This paper takes literary theory into the workplace and focusses on the acculturation of employees to institutional values through an increasing volume of corporate communication. It claims the language and structures associated with the technology-accelerated pace of living and working driven by market conditions of ‘flexible accumulation’ (Harvey, The Condition of Post-Modernity, 1990) prescribe successful worker identity within a discourse reflecting values that often differ from the employees own personal ethics resulting in a negative impact on their mental health. In particular middle-class, middle-ranking, public sector professionals fail when the competing demands of an audit culture operating in a service environment places them in a position of impossible contradiction (O’Neill, Reith Lectures, 2002) and powerlessness. A study of a range of corporate and creative literature (annual reports, employee communications, business self-help manuals, the novel, craft manuals and lifestyle autobiographies) traces the sickness/recovery dialectic. In sickness, the flexibility and fragmentation required for high-turnover productivity, prevents the linear, progressive narrative of a working career (Sennett, The Corrosion of Character, 1998; The Culture of New Capitalism, 2006) and inhibits the continuity on which psychological coherence depends. A return to health is made through engagement in satisfying, creative labour using alternative language and coherent narrative that orders experience according to the regulated organic rhythms and rituals and more productive and stable relationships of traditional cultures. The autobiographical recording of these activities is thus both a form of resistance/recovery and a bid for a more secure and comfortable identity.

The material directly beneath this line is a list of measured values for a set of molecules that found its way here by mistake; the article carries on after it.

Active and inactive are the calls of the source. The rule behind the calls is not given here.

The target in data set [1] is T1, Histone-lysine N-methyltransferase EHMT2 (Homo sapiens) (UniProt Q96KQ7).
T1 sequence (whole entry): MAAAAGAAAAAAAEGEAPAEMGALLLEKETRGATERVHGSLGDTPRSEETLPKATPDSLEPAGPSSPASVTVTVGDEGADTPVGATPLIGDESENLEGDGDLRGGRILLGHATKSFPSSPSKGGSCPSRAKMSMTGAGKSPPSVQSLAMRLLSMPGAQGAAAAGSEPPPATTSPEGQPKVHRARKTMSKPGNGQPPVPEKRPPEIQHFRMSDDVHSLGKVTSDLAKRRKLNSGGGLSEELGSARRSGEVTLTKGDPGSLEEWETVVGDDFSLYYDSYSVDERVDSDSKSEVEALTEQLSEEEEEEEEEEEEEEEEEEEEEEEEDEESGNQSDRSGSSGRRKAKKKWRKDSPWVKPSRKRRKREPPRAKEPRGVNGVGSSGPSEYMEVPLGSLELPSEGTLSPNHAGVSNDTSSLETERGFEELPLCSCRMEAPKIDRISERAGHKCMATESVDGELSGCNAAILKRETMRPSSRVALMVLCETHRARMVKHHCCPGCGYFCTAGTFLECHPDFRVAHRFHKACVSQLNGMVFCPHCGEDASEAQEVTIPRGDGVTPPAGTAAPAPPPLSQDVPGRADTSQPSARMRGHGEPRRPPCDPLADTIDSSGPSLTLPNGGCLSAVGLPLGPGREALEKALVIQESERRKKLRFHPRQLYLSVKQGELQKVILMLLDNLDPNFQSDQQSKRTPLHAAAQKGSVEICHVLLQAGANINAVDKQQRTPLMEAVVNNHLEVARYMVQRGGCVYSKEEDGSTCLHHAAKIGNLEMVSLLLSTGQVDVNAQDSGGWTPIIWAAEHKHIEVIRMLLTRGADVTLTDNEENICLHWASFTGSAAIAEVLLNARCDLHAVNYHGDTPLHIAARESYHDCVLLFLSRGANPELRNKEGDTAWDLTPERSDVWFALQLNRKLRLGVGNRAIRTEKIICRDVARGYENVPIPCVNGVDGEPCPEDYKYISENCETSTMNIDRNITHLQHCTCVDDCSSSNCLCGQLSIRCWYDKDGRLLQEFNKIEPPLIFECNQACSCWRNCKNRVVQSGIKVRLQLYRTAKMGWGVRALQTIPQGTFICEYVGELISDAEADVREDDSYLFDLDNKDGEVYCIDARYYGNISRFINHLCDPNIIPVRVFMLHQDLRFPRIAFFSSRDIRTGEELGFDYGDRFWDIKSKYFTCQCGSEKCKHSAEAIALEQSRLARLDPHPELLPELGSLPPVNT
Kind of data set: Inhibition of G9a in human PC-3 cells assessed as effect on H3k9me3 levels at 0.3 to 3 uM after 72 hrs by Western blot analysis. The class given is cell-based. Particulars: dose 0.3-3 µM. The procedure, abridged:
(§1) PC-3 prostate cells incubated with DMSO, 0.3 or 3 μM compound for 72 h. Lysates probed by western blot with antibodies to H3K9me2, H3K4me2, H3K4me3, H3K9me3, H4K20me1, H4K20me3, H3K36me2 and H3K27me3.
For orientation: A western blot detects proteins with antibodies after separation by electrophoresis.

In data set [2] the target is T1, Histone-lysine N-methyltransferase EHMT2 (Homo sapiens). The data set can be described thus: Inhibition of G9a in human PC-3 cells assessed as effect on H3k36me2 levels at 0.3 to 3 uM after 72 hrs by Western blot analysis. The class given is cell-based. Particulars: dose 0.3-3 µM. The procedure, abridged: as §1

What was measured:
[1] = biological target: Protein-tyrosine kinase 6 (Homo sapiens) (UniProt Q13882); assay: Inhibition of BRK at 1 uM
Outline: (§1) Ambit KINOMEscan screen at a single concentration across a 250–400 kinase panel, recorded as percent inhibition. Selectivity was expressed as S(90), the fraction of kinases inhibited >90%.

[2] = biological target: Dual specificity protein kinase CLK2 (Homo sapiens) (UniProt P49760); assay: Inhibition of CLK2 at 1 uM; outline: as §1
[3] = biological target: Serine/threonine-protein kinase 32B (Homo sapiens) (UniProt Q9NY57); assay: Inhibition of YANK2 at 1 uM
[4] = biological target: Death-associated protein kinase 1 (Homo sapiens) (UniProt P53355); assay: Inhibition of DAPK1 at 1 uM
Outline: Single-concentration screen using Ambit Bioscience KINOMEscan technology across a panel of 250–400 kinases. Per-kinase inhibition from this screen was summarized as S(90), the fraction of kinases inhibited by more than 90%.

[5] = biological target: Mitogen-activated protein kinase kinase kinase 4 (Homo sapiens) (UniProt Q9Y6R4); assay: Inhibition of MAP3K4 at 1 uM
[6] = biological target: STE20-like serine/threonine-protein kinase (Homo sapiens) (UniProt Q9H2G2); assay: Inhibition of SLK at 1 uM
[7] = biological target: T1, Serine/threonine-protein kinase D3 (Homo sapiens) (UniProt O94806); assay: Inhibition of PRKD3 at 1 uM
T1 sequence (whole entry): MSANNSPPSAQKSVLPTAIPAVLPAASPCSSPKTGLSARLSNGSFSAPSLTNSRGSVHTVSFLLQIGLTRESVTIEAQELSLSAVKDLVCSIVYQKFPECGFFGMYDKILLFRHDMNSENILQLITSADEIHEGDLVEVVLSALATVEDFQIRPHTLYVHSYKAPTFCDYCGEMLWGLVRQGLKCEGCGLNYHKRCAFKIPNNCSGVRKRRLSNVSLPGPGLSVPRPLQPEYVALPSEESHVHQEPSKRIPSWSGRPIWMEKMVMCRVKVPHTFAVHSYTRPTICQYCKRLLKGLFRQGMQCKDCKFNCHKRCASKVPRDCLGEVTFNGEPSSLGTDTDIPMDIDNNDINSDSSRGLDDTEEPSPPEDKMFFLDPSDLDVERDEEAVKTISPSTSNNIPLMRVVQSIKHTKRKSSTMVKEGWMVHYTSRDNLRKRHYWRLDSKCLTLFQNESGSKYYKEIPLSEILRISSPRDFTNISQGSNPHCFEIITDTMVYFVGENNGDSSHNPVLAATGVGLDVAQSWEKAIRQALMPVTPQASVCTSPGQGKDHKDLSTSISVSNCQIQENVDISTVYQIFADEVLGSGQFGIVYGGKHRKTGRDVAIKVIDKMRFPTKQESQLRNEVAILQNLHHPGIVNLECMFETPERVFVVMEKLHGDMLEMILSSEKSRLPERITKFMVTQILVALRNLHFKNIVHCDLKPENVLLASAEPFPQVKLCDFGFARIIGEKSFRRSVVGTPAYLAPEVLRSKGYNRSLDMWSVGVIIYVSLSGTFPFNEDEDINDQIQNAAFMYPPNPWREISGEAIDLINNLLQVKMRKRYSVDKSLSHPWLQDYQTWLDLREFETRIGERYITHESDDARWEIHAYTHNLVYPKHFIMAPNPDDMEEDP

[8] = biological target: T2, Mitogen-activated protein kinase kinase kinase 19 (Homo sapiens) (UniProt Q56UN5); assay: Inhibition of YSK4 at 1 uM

|Keywords:||Autobiography, Happiness, Identity, Narrative, Professional, Work, McEwan, New Economy, Corporate|
University of Manchester, Colchester, UK
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